Things are not looking good for Europe. Sixty-five years after the start of European integration, the euphoria that accompanied the move towards a Europe of peace, liberty and prosperity has dwindled. The EU has also surrendered its dream of how it would advance to the benefit of everyone. Never before has European policy seemed as frazzled, disillusioned, discordant and hopelessly bewildered as it does today.
Bailouts during the euro crisis strained Europe’s sense of identity and direction. The low interest rates brought about by the euro drove southern Europe into an inflationary credit bubble. When the bubble burst, it left in its wake national economies that were overpriced and no longer competitive, which were then rescued by the European Central Bank and the international community with collective loans. This gave private creditors the chance to recoup their investment and abscond. The northern countries – with Germany leading the way – stepped in as creditors for the countries of southern Europe, thereby raising the natural clash between creditors and debtors to the intergovernmental level, which is not particularly conducive to peaceful relations.
And now Europe finds itself transfixed by the refugee crisis, which is challenging Europe as a whole. Germany, the de facto leading nation in Europe, acted on its own, without consulting with its partners, and finds itself now rather isolated.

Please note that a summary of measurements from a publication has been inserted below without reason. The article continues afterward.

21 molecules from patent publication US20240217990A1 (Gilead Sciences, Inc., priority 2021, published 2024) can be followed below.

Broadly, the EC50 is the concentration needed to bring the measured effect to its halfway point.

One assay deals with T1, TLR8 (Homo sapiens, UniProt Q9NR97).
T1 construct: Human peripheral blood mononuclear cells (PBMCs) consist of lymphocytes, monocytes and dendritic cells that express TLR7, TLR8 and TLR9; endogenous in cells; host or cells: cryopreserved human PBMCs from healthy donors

So, it’s no wonder that people are now asking what can carry the European Union into the future. The knee-jerk position formulated in the wake of the euro crisis that a deeper fiscal union must finally be instituted is unconvincing, for two reasons: a fiscal union would lead to a transfer union that would smooth out not only temporary economic disruptions, but become a permanent fixture. This would reinforce the lack of competitiveness of the southern countries, since such transfers keep wages and the standard of living at a level high enough to discourage competitive companies from settling there. Italy’s Mezzogiorno is a prime example of such a development.
The other reason is that the fiscal union amounts to an implicit or explicit mutualisation of debt. This provides an artificial prop to the creditworthiness of the debt-ridden countries, and artificially lowers the interest rate at which they can borrow funds. However, this in turn causes an overwhelming incentive to go even deeper into debt – an incentive that legal barriers can hardly control. We do not consider it unlikely that the fiscal union favoured by France will lead to a massive, ultimately unstoppable avalanche of debt. This would seriously endanger the peaceful cohabitation of the nations of Europe.
In the Five Presidents’ Report of the summer of 2015, however, this was presented quite differently. The report called for a better coordination of the social systems; but in our assessment, this harbours more dynamite than cement for the euro zone. The same applies to the demand for a treasury for the entire euro area – one that would have to make as-yet unspecified decisions in a “genuine economic and monetary union”. This simply isn’t supportable without the European public and a corresponding “sovereignty of the European people”. Even the relatively mild recommendation of European unemployment insurance holds its own share of explosive power. Such insurance would balance out the costs of structural differences and bring about opportunistic behaviour that would exploit the collective.